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Mexican oregano is a flowering, leafy herb that grows like a shrub, reaching almost four feet in height and width. Mexican oregano leaves are arrow-shaped and grow sparingly along thin, stiff stems. In the summer, white flowers bloom at the ends of the long stems. The leaves and flowers of Mexican oregano are pungent, with the traditional scent and flavor of Mediterranean oregano with notes of citrus and mild licorice. The flavor is a bit more intense than the Mediterranean variety, and contains different phytochemical compounds, giving it a different flavor profile.
Mexican oregano is available year-round.
Mexican oregano is an aromatic herb botanically classified Lippia graveolens. It is not related to Mediterranean oregano, which is in a different genus and family altogether. Mexican oregano is related to lemon verbena and is in the Verbenaceae family of flowering tropical plants. The herb is also known as Oregano Cimarrón and Hierba Dulce.
Mexican oregano contains volatile compounds like thymol and eucalyptol, bringing the scents of thyme and eucalyptus, along with carvacrol, which gives the herb the warm aroma of oregano. These compounds are beneficial to overall health, and also have antifungal and anti-inflammatory properties. Mexican oregano also contains antioxidant flavonoids.
Mexican oregano is used widely in Mexican and Central American cuisine and can be used both fresh and dry. The flavor is intense enough to hold up to the strong flavors of chiles, cumin, and paprika, where the Mediterranean variety may be masked. It pairs well with other herbs like basil, garlic, thyme, and parsley. Add Mexican oregano to traditional soups like berria and posole and other traditional sauces like moles and rojas. Add the herb to bean dishes, burritos, and enchiladas. The strong flavor of the herb pairs well with fish, pork, salsas, and tomato based sauces. The leaves and flowers of Mexican oregano can be dried to preserve and retain their flavor, and will keep for up to three months. Keep fresh Mexican oregano wrapped in plastic in the refrigerator for up to a week.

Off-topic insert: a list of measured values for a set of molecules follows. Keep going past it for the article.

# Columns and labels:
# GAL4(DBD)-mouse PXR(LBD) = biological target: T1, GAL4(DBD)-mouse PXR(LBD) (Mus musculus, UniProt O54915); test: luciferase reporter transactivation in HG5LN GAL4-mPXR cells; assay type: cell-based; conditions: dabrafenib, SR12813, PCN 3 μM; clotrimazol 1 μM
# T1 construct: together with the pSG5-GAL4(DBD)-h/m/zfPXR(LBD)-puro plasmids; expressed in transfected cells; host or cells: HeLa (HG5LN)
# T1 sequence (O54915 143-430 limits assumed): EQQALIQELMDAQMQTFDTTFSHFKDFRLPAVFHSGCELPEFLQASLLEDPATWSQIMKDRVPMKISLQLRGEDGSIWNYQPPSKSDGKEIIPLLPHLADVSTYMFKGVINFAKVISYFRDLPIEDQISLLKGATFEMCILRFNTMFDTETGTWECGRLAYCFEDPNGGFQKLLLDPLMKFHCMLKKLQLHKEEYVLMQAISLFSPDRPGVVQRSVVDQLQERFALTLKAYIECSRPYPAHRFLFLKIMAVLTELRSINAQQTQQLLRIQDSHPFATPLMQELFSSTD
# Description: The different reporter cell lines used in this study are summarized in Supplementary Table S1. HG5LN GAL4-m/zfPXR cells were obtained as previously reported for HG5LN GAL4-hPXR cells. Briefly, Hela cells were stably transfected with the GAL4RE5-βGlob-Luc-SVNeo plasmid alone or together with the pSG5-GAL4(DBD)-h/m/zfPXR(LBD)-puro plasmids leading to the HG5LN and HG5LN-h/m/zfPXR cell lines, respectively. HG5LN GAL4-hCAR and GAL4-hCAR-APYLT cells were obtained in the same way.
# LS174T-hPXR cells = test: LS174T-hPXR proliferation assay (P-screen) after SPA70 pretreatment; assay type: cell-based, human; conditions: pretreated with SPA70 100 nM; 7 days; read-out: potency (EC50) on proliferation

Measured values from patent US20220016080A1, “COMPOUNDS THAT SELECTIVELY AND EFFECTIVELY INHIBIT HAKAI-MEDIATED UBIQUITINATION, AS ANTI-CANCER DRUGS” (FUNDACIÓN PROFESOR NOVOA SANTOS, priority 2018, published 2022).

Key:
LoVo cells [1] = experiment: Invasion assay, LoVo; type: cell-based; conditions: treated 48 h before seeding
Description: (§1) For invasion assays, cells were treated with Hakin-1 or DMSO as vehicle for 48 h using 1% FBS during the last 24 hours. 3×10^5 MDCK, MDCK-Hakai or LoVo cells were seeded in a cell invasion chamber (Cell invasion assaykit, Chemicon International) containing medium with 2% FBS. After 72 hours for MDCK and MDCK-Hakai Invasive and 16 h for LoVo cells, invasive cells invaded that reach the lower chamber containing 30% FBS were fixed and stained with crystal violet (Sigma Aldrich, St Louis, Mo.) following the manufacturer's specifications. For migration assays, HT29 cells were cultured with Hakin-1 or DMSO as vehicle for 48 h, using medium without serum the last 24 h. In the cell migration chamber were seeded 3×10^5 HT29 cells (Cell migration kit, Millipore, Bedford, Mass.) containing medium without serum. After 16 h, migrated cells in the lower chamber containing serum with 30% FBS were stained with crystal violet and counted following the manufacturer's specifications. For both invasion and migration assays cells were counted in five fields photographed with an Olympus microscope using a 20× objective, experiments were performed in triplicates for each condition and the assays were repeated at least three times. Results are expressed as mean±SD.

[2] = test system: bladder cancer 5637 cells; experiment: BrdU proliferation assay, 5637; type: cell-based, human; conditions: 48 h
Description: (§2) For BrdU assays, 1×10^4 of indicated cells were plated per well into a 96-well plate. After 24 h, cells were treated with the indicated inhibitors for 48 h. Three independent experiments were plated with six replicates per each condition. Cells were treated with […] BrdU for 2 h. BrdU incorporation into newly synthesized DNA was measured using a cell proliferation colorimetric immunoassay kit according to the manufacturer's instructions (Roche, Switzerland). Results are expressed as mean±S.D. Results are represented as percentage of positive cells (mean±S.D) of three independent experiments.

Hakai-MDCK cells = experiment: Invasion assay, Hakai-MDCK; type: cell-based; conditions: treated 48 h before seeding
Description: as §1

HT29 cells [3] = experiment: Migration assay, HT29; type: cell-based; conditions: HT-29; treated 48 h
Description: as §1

Mexican oregano has been used by native people in Mexico and Central America, traditionally for teas to treat respiratory and gastrointestinal ailments.
Mexican oregano is native to Mexico and can also be found growing in Central and South America. The herb was first identified and classified by Carl Sigismund Kunth, a German botanist who wrote Nova Genera et Species Plantarum, a series of seven volumes on New World plants and flora. Growing throughout Mexico, Central America and as far south as Venezuela, Mexican oregano is prevalent in cuisines throughout the region. In the United States, Mexican oregano is found growing in Texas and New Mexico and is a common herb among ingredients in Tex-Mex. Outside of its native range, Mexican oregano is mostly found in home gardens and at farmer’s markets.
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